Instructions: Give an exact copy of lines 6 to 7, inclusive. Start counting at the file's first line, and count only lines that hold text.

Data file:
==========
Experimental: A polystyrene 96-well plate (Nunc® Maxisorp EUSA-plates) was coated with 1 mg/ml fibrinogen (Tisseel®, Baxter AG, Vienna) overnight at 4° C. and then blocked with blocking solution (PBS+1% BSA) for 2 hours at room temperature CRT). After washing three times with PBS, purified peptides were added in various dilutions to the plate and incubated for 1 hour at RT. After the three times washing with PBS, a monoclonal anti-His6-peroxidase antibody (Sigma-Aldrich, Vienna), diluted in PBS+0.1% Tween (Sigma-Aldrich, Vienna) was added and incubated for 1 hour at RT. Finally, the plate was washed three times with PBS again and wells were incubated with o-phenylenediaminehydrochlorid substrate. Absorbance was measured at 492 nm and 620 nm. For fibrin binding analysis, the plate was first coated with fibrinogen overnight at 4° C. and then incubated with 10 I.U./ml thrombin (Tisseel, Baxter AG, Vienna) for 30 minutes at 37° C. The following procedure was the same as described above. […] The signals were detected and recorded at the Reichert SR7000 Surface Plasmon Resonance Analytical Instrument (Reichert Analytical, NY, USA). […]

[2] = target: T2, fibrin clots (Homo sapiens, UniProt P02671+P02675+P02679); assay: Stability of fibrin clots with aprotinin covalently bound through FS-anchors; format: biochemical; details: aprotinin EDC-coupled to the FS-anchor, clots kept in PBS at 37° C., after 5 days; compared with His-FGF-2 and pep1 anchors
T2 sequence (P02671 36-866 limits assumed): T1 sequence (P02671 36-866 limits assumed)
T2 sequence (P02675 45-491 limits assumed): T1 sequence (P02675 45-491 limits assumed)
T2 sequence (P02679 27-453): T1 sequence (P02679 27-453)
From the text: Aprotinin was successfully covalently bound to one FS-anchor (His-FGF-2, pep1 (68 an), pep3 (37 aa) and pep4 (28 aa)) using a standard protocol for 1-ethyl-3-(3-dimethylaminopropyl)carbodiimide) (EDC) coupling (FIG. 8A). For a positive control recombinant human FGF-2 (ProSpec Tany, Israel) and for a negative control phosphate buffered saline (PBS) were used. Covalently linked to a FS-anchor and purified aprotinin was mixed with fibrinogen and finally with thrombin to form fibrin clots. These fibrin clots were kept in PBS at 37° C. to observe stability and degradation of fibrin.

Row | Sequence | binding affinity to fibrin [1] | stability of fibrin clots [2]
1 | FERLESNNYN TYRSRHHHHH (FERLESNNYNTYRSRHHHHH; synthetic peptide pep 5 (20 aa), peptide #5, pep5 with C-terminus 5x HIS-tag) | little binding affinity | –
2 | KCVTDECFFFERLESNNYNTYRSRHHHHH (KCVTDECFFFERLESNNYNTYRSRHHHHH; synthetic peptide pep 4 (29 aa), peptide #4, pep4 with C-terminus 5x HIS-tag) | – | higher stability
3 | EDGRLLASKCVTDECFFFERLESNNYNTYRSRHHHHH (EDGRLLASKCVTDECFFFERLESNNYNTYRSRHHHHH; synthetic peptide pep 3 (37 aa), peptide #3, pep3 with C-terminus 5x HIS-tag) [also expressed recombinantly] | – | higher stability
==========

From the text: Aprotinin was successfully covalently bound to one FS-anchor (His-FGF-2, pep1 (68 an), pep3 (37 aa) and pep4 (28 aa)) using a standard protocol for 1-ethyl-3-(3-dimethylaminopropyl)carbodiimide) (EDC) coupling (FIG. 8A). For a positive control recombinant human FGF-2 (ProSpec Tany, Israel) and for a negative control phosphate buffered saline (PBS) were used. Covalently linked to a FS-anchor and purified aprotinin was mixed with fibrinogen and finally with thrombin to form fibrin clots. These fibrin clots were kept in PBS at 37° C. to observe stability and degradation of fibrin.

Row | Sequence | binding affinity to fibrin [1] | stability of fibrin clots [2]